Russia Declares the Bible “Extremist”
On August 17, 2017, the Vyborg City Court declared “extremist” the Russian version of the New World Translation of the Holy Scriptures, a Bible published by Jehovah’s Witnesses in numerous languages. * This decision marks the first time that the Bible has been banned in a country where the majority of its citizens claim to be Christian.
In late July 2017, the Vyborg City Court resumed its hearing of the case, which had been adjourned since April 2016 to allow time for an “expert study” of the Bible. The judge had ruled in favor of a claim filed by the Leningrad-Finlyandskiy Transport Prosecutor to appoint an “expert study” of whether to declare the New World Translation to be “extremist.” After numerous delays, the study was completed and was submitted to the court on June 22, 2017. The study concluded that the Bible is “extremist” literature, following the same pattern as previous court-appointed studies of the Witnesses’ publications by so-called experts.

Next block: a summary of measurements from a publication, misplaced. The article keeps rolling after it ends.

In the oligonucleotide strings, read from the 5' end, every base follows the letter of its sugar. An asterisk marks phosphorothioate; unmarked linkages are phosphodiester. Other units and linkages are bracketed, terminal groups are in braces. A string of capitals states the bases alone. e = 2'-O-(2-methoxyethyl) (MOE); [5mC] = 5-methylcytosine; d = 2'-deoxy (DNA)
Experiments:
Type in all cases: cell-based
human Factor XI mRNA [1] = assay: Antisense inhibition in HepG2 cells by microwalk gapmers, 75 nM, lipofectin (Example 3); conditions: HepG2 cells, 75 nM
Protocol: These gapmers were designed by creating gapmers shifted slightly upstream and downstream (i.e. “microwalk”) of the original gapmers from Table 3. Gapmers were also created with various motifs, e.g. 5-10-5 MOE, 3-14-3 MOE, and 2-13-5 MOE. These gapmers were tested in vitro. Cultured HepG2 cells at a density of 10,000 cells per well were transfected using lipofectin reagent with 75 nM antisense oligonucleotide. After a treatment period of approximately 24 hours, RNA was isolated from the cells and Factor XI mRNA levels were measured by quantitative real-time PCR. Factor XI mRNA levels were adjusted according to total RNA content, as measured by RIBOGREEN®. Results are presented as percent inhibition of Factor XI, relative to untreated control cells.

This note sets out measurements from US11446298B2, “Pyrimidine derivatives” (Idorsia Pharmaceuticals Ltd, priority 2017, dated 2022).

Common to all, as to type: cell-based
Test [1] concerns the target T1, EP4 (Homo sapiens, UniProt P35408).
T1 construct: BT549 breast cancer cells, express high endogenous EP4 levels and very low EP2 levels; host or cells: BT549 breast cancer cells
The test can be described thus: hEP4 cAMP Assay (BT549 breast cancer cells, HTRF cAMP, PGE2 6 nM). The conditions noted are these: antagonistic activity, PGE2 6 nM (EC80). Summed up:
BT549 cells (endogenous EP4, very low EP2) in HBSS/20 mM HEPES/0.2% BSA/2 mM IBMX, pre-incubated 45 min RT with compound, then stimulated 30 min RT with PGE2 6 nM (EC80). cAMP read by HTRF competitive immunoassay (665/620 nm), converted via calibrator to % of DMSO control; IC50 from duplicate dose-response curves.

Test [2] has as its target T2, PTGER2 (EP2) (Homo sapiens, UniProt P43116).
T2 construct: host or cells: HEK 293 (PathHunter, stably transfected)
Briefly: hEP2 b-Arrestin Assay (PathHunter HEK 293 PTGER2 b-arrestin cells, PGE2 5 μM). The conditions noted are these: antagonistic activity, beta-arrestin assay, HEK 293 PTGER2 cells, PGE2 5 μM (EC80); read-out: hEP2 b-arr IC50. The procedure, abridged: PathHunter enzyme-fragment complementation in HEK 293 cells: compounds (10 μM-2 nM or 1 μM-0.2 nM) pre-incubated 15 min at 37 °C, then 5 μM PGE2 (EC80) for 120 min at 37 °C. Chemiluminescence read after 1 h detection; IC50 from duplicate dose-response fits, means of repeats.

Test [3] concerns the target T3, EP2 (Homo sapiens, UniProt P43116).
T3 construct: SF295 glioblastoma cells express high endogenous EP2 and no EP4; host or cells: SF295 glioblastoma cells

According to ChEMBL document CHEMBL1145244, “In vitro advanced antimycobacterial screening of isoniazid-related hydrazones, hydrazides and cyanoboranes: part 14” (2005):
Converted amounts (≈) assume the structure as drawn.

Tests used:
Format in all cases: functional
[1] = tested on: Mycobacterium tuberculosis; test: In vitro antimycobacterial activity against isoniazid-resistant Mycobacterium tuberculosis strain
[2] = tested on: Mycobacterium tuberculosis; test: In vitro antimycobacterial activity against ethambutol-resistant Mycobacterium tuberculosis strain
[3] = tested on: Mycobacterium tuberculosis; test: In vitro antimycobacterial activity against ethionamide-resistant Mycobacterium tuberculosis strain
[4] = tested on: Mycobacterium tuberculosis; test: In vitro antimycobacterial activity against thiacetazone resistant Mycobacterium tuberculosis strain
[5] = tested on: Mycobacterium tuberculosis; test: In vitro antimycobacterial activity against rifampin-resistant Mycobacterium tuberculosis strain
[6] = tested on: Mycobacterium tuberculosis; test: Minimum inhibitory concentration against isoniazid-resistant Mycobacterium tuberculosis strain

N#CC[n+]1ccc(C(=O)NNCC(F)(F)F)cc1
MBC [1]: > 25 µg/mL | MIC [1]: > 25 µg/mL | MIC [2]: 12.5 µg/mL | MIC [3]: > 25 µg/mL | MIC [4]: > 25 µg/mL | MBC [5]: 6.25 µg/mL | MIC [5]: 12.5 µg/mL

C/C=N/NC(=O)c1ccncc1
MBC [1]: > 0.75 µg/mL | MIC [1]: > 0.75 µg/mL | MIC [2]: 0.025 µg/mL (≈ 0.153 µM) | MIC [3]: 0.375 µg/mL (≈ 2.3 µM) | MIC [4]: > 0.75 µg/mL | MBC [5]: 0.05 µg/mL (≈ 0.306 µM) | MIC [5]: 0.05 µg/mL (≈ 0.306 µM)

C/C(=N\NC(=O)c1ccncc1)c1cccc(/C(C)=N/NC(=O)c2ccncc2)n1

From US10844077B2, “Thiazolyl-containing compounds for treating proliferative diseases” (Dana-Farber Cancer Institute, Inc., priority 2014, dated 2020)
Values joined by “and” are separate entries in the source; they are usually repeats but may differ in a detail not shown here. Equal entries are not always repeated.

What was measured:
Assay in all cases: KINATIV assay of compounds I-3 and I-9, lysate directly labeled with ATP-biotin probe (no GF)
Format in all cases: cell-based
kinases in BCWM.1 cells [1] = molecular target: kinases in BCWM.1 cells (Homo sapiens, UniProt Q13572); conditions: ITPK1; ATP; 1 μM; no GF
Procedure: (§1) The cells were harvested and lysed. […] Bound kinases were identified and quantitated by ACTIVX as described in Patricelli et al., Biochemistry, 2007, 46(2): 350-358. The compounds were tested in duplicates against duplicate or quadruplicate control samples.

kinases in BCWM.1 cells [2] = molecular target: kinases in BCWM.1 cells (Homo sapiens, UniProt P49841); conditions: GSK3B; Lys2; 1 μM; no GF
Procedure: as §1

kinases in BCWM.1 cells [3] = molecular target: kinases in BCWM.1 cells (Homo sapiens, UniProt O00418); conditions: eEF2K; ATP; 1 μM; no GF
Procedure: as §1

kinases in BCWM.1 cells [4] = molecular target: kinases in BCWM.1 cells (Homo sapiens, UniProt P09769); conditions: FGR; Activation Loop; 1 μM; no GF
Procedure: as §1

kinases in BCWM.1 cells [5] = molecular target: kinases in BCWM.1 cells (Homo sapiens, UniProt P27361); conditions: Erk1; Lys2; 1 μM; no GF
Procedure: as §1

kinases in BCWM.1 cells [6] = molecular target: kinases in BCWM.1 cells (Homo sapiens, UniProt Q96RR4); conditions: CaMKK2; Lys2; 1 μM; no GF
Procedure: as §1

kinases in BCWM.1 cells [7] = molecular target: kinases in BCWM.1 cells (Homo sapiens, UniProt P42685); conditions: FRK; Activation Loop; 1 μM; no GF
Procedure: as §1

“Expert Study” Based on Theological Beliefs, Not Facts
To justify its conclusion, the study went so far as to claim that the New World Translation is “not a Bible.” By making this claim, the study attempts to circumvent the Law on Counteracting Extremist Activity, which forbids declaring extremist sacred texts such as the Bible. Yaroslav Sivulskiy, a representative for the European Association of Jehovah’s Christian Witnesses, stated: “For as often as Russian authorities have misapplied the law on extremism to our religious worship, now they are trying to bypass it—claiming that the New World Translation is not a Bible so that they can declare it extremist. It’s just another example of how far Russian authorities will go to malign Jehovah’s Witnesses.”
“The Bible, Koran, Tanakh and Kangyur—as well as the content of these books and quotations from them—cannot be declared extremist materials.”—Amendment to the Russian Federation Law on Counteracting Extremist Activity, Article 3.1: Special considerations when applying to religious texts legislation of the Russian Federation on counteracting extremist activity.